After the franchise-altering trade of Russell Wilson last month, the Seahawks hold a top 10 draft pick for the first time since 2010. Who might the Seahawks target with that No. 9 pick? In the countdown to the start of the draft Thursday, we’ll profile the prospects who seem to make the most sense for the Seahawks in the first round.
Today’s pick: Trevor Penning
Position: Offensive tackle
College: Northern Iowa
40 time: 4.89
Career highlights: Allowed only one sack and 11 pressures in 12 games during the 2021 season. He was the only offensive lineman named a finalist for the Walter Payton Award, given to the top offensive player in the FCS.
Background: Reportedly weighed 235 pounds as a defensive end/tight end in high school, then packed on 100 pounds in college. Named to college football’s “Freaks List” last year. “We treat him like Bigfoot and we don’t look him in the eyes,” Northern Iowa O-line coach Ryan Clanton told The Athletic’s Bruce Feldman.
Why he might be a good fit for the Seahawks: Backed by a lot of buzz about how “mean” and “nasty” and “gritty” he is, Penning has been one of the fastest-rising prospects in the pre-draft buildup. He impressed scouts during Senior Bowl week and followed that up with a strong showing at the NFL combine. Pro Football Focus gave Penning a 99.9 run-blocking grade last season, the highest grade it has ever given an offensive lineman. And, yes, Pete Carroll wants to run the ball.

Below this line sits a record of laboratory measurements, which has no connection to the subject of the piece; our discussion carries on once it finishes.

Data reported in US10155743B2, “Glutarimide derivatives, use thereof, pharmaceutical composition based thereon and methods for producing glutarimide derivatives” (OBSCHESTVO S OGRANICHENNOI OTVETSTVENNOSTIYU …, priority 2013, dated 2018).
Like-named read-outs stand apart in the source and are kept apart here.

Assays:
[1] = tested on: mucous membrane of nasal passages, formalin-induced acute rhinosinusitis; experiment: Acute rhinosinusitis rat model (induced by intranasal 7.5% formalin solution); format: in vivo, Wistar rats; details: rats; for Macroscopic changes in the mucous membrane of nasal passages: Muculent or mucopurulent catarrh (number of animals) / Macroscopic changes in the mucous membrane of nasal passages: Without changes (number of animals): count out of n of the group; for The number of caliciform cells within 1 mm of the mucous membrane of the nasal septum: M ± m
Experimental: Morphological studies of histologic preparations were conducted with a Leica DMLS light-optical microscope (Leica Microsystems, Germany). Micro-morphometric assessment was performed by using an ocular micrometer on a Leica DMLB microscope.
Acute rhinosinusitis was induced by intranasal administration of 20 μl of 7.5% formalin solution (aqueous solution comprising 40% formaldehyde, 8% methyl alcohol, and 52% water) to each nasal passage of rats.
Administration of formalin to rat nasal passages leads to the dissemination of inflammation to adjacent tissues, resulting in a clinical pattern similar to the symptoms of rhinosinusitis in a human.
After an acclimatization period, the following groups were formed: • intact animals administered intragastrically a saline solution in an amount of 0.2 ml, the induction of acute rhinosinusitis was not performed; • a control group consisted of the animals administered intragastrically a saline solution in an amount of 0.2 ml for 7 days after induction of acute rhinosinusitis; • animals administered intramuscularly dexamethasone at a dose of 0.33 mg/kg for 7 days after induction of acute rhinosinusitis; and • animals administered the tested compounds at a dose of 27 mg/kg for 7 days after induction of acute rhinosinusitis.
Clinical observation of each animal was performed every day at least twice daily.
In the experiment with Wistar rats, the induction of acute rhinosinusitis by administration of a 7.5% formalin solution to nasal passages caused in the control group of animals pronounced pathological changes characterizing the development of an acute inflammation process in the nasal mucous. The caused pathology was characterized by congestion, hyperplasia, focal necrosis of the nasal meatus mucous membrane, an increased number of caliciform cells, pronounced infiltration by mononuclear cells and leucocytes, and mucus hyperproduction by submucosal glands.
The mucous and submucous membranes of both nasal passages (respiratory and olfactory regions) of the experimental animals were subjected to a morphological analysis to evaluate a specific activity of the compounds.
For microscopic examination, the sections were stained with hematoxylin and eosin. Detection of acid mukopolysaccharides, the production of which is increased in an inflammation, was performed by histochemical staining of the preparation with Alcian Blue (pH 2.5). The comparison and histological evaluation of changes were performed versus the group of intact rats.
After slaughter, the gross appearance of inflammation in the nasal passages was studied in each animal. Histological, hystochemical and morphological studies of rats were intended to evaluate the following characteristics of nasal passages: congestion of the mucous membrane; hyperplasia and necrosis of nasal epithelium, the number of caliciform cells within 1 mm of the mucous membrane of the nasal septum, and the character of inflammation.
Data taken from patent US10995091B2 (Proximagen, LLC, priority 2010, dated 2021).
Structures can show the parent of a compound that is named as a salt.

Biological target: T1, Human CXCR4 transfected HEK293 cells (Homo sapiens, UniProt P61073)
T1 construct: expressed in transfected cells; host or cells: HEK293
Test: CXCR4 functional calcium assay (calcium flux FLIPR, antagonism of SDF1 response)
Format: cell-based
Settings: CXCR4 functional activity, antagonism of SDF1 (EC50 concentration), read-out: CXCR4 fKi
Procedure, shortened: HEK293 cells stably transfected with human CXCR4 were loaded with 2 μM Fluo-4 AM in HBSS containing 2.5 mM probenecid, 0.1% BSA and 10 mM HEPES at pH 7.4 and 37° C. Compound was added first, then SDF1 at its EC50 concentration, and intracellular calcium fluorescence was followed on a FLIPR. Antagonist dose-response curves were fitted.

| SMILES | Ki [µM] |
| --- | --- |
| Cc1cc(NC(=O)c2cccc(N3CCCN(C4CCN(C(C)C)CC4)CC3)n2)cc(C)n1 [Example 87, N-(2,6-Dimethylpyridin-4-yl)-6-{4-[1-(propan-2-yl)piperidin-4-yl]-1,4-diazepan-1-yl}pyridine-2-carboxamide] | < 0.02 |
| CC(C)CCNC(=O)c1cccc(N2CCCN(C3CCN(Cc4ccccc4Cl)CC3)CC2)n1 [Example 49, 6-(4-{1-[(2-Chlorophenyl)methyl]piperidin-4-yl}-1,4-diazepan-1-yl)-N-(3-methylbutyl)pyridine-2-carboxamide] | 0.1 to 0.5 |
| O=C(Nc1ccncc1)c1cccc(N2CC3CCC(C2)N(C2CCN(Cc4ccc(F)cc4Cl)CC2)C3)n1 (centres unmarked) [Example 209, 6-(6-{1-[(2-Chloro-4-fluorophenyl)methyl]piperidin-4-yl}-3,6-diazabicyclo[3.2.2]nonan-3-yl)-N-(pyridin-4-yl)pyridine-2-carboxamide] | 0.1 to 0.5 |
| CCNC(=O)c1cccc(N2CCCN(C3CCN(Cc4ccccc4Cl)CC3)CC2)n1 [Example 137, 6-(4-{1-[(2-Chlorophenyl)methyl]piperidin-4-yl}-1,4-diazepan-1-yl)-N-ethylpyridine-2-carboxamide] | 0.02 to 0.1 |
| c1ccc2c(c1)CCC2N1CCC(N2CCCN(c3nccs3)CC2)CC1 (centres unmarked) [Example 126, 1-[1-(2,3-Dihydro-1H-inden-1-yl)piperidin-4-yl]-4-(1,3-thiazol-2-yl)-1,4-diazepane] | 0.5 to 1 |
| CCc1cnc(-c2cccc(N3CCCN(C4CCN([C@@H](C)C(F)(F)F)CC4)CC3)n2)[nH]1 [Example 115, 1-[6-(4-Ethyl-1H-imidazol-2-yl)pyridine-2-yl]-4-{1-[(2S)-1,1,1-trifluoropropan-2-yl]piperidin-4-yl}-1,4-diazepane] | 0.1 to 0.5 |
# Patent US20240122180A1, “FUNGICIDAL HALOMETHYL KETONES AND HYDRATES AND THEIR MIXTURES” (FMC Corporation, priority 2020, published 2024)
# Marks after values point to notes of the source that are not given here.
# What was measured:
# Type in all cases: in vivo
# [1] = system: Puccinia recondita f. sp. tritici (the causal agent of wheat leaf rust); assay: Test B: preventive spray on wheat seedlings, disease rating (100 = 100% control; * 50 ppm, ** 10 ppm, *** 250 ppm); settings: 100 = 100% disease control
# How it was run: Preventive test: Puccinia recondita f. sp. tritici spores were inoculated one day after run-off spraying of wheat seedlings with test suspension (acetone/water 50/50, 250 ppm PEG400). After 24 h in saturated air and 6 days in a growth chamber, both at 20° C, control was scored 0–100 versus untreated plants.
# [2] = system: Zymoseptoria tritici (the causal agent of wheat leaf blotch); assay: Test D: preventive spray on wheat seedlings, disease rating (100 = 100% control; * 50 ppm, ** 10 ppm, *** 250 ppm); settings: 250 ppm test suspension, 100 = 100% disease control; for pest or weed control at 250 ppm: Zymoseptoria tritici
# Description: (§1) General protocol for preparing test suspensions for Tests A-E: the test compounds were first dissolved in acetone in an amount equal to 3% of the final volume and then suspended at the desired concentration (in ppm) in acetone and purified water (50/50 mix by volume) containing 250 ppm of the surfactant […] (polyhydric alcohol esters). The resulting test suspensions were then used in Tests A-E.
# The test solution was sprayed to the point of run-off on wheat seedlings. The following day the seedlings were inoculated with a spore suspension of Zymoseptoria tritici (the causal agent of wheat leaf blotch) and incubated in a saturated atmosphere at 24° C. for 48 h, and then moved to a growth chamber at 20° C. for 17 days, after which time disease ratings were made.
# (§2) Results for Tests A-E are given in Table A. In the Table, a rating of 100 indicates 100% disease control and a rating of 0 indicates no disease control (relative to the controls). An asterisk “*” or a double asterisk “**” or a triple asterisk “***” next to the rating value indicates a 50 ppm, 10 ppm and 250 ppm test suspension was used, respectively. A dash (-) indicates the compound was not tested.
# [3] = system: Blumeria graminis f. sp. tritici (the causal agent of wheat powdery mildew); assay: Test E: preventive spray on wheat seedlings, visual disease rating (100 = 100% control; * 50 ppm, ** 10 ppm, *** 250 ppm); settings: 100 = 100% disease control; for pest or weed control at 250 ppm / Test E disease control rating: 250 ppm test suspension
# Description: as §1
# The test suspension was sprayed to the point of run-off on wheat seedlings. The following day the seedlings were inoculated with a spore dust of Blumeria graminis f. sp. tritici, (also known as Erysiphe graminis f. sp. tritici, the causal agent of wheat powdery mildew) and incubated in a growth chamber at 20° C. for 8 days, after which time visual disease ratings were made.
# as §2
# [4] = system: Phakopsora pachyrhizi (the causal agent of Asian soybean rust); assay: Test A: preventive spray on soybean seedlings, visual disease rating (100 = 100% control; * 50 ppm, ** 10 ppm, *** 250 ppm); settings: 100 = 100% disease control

“It’s not only that he possesses elite physical tools but also that he possesses the kind of killer instinct to play through the whistle snap after snap,” PFF wrote in its draft guide. “Sometimes it gets him in trouble, as evidenced by his 34 penalties in his past 31 games, but you’d rather have to tone it down than coach it up.”
As we noted in discussing the potential fits of Charles Cross and Evan Neal, the Seahawks have an obvious need at tackle. Cross, Neal and Ikem Ekwonu are widely regarded as the top three tackles in the draft, and many project all three to go in the top 10. And if the Seahawks have Penning graded similarly as those three — and, heck, maybe even higher than them — then they wouldn’t see him as a reach for them at No. 9.
Why he might not be a good fit for the Seahawks: There are some questions about how Penning will transition to the NFL after playing against inferior competition at a lower-division school. And he’s not considered a polished prospect in pass protection, either.
Prospect quote: “Off the field, I’m just trying to be a nice guy; I have no reason to be angry. But on the field, I think that’s just a switch you’ve got to have, especially to play offensive line. Playing very nasty is how I believe O-line is meant to be played. You want to make that guy across from you hate to go against you. You want to see the fear in his eyes.” — Penning on his mean-streak reputation
Scout’s take: “Don’t overthink it when you write him up. He’s got size, length, toughness, he’s smart, he works his tail off, and loves to play football. That is what you look for in a starting tackle.” — Anonymous NFC executive, via NFL.com